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A protest by essential migrant workers seeking the right to reunite with their families, outside the Department of Justice in Dublin Arthur Carron
Work

Spouses and partners of employment permit holders will now be allowed to work in Ireland

They will need to have already been granted permission to live in Ireland with their family member.

LAST UPDATE | 9 hrs ago

SPOUSES AND PARTNERS of employment permit holders in Ireland who are already in the State will now be granted the right to work under a new agreement from Government. 

Currently, the ability to work without a permit was only provided to spouses and partners of Critical Skills Employment Permit holders.

This has now been extended to include General Employment Permit holders and Intra-Corporate Transferee Permit holders who are already in the State and who have been granted permission to live in Ireland with their family member. 

Current and future permit holders whose spouses or partners are not in the State will still need to apply for family reunification after 12 months as currently. However, once such family reunification has been granted, those spouses or partners will also now be able to work without the need for a separate employment permit.

The changes for spouses and partners of the General Employment Permit holders and Intra-Corporate Transferee Permit holders take immediate effect. 

This change will not apply to spouses and de-facto partners who are living in Ireland on other permissions such as visitors or for study. 

Single permit

The Government has also agreed to roll out a single permit to both work and live in Ireland. Implementing a single permit will eventually allow Ireland to opt into the EU’s Single Permit Directive. 

The adoption of a Single Permit is expected to be completed over the course of the next three years. A programme management team will be established between the Department of Justice and the Department of Enterprise to implement the measure.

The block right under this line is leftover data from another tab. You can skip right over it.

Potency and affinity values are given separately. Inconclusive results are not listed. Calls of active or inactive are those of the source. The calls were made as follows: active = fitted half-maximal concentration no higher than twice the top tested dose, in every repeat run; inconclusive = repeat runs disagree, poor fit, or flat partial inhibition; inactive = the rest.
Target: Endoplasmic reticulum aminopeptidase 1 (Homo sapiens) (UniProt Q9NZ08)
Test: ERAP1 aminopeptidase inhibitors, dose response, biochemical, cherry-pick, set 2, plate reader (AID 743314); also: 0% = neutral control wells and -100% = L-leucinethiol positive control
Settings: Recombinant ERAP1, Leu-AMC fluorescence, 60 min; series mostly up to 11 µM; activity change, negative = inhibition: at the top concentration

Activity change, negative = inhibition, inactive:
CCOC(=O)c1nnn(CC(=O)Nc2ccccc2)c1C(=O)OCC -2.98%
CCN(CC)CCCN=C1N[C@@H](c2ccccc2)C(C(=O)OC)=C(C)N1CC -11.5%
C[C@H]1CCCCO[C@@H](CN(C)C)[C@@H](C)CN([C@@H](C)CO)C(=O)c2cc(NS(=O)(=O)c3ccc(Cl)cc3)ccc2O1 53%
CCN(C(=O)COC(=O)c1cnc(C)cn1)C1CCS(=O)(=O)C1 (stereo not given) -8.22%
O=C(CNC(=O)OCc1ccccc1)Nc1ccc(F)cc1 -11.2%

“At the moment, you have to apply to the Department of Enterprise, Trade and Employment for a work permit, and then you have to go to the Department of Justice to apply for a visa,” Minister for Justice Helen McEntee said.

“By introducing a single permission, we can reduce the cost and complexity for both employers and applicants of having to separately obtain employment and residence permits,” McEntee said. 

“This will ensure that we can respond effectively and quickly to meet the skills needs of the economy.”

The Government announcements today have been welcomed by the Migrant Rights Centre Ireland (MRCI).  Edel McGinley, director of MRCI, said the organisation has “pressed for some time for spouses and partners to have the right to work”.

“This progressive change begins to show the value the government places on all migrant workers here in Ireland. This now paves the way for a broader, more inclusive family reunion policy as well,” McGinley said.

She added that the move to a Single Permit “should make the system much simpler, quicker and less costly”. 

Migrants workers recruited to work in Ireland to do essential work held a mass demonstration outside the Department of Justice today to call for changes to the family reunion policy. 

Nurudeen Oyewole, spokesperson for the Families Belong Together campaign group and a social care worker said: “It’s deeply painful for me not being able have my children
and wife with me here.

“I miss them every single day, but we are separated by the family reunion policy. I want to be in my kids lives, they need me.

“My wife and I need each other too. I shouldn’t have to choose between providing for my family and being with them.”

Brian Killoran, CEO of the Immigrant Council of Ireland, congratulated the justice minister for making this change to legislation after his organisation’s 20-year campaign.

“These restrictions, deeply damaging as they have been to the life prospects of those impacted, have never made any logical sense. In a time when Ireland is close to full employment, it makes enormous sense to allow these individuals to progress and contribute, as is their desire,” Killoran added.

“Now it is time to go further and apply these changes to all dependents of
employment permit holders in Ireland.”

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